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README.md Update README.md Oct 23, 2018


Dockerfile for Loud ML

This directory contains a Dockerfile that can be used with Docker Compose to spawn a TICK-L stack, i.e. a stack of containers with:

  • Telegraf
  • InfluxDB
  • Chronograf for Loud ML
  • Kapacitor
  • Loud ML Community Edition

The following ports are exposed on the host:

  • 8077: Loud ML
  • 8086: InfluxDB
  • 8888: Chronograf

The configuration files for Loud ML and Telegraf (./etc/loudml.yml and ./etc/telegraf.conf) are required.



The default configuration creates several subdirectories in the current directory:

  • ./var/chronograf/: Chronograf data
  • ./var/influxdb/: InfluxDB database
  • ./var/kapacitor/: Kapacitor data
  • ./var/loudml/: Loud ML models

If you want to change those directories, you can edit the file docker-compose.yml to change the lines below:

      - ./var/loudml:/var/lib/loudml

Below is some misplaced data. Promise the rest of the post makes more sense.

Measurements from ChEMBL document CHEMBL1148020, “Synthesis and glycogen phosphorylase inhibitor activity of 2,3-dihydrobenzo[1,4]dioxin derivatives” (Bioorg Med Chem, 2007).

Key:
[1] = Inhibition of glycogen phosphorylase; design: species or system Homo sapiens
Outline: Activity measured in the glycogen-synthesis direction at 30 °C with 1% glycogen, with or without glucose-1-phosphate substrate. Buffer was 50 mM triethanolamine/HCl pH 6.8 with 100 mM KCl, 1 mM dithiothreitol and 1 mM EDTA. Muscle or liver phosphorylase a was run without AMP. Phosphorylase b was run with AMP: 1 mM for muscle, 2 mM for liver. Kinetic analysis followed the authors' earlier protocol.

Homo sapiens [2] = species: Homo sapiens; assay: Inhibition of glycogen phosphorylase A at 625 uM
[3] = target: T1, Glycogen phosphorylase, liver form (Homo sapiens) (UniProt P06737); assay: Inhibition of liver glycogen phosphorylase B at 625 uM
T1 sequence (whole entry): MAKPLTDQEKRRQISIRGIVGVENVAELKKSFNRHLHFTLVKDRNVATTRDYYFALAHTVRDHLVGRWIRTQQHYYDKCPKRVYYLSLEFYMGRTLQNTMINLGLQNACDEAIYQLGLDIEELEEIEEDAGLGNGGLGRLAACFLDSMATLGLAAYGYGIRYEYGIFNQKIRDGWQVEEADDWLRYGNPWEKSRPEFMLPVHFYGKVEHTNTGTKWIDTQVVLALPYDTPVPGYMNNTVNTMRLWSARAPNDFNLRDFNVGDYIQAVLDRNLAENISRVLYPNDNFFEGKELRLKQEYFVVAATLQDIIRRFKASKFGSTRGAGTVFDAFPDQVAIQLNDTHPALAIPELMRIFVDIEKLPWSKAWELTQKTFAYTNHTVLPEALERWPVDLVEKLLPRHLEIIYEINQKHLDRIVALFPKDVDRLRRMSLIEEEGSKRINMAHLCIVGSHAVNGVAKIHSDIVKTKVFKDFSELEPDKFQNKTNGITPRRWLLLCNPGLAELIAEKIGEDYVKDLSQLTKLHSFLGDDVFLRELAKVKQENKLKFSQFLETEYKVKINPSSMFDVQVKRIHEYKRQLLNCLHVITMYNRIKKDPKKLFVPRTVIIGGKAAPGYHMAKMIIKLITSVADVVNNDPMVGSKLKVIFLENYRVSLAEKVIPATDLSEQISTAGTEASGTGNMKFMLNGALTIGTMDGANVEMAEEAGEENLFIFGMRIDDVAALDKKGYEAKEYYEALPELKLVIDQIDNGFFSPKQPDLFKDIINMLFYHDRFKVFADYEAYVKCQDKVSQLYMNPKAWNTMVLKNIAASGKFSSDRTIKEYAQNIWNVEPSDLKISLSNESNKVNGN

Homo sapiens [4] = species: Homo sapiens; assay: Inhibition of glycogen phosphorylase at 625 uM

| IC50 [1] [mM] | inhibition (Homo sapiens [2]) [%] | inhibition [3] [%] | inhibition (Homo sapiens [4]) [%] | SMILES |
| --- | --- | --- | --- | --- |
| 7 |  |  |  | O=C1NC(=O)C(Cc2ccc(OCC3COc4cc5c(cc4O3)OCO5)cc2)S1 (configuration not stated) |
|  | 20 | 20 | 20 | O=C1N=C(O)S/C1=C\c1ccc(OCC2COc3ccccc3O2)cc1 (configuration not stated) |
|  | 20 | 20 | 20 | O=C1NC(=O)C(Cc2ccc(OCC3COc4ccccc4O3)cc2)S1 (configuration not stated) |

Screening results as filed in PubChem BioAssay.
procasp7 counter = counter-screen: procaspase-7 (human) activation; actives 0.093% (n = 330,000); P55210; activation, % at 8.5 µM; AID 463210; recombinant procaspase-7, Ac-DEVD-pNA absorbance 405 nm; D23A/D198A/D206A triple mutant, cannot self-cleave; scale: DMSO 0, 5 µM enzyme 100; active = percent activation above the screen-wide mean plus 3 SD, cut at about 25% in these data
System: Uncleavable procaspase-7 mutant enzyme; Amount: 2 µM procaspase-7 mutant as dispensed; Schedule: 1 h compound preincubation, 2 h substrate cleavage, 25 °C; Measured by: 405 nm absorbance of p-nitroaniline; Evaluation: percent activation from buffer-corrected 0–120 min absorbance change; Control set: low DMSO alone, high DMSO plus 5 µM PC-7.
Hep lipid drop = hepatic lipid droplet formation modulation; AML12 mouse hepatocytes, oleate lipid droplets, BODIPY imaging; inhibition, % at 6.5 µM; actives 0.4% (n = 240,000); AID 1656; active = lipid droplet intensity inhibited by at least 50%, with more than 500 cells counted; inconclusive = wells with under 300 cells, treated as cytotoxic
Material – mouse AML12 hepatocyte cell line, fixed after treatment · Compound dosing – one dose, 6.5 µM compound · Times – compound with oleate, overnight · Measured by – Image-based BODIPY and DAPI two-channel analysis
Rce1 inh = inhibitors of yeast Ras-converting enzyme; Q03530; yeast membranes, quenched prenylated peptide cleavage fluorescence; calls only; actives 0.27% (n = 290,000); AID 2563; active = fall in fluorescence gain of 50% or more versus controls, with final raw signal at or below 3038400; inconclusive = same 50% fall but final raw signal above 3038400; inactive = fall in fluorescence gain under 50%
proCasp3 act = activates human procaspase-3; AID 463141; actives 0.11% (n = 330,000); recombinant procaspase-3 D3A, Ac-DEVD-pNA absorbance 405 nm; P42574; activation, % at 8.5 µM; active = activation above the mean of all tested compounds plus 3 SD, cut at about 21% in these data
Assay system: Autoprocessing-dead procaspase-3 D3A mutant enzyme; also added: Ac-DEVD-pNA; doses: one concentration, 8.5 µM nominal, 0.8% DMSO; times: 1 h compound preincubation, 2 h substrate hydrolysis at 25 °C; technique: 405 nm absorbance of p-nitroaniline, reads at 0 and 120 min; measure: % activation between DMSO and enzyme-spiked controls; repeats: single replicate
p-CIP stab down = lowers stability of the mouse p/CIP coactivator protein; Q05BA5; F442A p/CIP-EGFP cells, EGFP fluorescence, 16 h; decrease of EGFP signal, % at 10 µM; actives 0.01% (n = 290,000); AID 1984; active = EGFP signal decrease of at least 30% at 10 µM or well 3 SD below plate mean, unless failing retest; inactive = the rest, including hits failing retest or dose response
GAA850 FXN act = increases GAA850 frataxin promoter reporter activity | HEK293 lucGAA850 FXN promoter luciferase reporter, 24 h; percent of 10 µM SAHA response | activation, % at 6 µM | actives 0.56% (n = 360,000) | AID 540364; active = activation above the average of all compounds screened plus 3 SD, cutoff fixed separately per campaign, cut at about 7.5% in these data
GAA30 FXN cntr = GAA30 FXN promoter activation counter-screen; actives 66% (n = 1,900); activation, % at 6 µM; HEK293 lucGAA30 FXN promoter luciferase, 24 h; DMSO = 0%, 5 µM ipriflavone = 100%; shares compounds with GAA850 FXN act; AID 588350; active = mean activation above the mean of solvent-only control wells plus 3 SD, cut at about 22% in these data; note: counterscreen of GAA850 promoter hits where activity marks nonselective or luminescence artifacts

- ./var/influxdb:/var/lib/influxdb

      - ./var/kapacitor:/var/lib/kapacitor

Basic usage

To start all of the containers:

$ docker-compose up

You can open Chronograf on the host port 8888. This is the same Chronograf that you are used to, except for the extended machine learning capabilities. In the left toolbar, you can see an entry for Loud ML, and the Data Explorer screen also includes the 1-Click ML button.

To stop all the containers:

$ docker-compose stop

To remove all Docker resources and all data that has been generated:

$ docker-compose rm
$ sudo rm -rf ./var

Advanced usage

Loud ML

If you want to send direct commands to Loud ML, you have two options:

  1. Use the REST API that is exposed on the port 8077.
  2. Open a shell to run commands in the Loud ML container:
$ docker-compose exec loudml bash


The default settings are fine to test the TICK-L stack. If you need to make a more advanced usage of Docker, there are several documents on the InfluxData website that you could use as a guideline for more advanced settings.


Error 'permission denied'

Running Docker with SELinux enabled will prevent the containers from accessing the volumes. If you are in a lab environment, it may be acceptable to disable SELinux by running a command such as:

$ setenforce permissive
$ vi /etc/selinux/config

In a production environment, you will need to configure SELinux as required by your environment.